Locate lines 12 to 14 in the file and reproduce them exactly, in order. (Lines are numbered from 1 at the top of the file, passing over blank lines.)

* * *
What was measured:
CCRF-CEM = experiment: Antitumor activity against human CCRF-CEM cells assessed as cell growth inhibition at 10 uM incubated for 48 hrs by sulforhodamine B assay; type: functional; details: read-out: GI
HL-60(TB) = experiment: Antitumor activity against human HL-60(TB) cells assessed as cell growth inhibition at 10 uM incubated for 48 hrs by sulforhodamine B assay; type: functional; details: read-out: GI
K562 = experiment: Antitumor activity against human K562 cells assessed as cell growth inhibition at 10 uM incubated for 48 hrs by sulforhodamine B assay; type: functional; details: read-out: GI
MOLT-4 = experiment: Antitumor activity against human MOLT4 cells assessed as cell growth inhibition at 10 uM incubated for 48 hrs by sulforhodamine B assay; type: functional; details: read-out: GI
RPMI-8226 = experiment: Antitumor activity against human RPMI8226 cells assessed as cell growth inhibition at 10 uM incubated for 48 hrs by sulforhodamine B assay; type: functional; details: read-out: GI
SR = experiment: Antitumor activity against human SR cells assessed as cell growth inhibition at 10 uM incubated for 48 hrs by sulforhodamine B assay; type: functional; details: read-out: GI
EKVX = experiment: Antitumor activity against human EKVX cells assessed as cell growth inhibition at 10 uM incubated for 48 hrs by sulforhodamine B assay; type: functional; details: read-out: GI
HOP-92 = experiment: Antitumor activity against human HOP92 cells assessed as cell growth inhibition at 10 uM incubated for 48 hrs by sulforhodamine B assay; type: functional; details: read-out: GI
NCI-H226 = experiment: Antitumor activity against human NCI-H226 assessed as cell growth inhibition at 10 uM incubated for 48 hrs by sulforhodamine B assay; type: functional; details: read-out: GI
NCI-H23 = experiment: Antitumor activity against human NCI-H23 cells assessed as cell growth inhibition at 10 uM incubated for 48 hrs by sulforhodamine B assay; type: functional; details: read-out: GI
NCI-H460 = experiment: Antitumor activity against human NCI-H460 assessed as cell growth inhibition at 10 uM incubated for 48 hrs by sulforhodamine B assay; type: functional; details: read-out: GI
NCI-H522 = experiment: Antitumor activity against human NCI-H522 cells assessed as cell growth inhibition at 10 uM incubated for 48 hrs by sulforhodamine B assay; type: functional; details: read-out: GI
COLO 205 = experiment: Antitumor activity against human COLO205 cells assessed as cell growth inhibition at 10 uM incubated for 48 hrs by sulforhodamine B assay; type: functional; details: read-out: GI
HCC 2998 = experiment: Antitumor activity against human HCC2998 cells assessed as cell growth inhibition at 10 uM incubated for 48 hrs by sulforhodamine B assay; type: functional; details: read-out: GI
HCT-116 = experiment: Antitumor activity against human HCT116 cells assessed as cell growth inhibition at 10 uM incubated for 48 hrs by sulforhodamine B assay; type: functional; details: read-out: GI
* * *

NCI-H460 = experiment: Antitumor activity against human NCI-H460 assessed as cell growth inhibition at 10 uM incubated for 48 hrs by sulforhodamine B assay; type: functional; details: read-out: GI
NCI-H522 = experiment: Antitumor activity against human NCI-H522 cells assessed as cell growth inhibition at 10 uM incubated for 48 hrs by sulforhodamine B assay; type: functional; details: read-out: GI
COLO 205 = experiment: Antitumor activity against human COLO205 cells assessed as cell growth inhibition at 10 uM incubated for 48 hrs by sulforhodamine B assay; type: functional; details: read-out: GI